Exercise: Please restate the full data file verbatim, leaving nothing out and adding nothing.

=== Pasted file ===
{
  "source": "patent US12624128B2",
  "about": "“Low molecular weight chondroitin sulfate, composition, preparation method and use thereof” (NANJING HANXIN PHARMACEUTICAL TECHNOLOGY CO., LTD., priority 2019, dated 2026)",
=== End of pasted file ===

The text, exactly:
{
  "source": "patent US12624128B2",
  "about": "“Low molecular weight chondroitin sulfate, composition, preparation method and use thereof” (NANJING HANXIN PHARMACEUTICAL TECHNOLOGY CO., LTD., priority 2019, dated 2026)",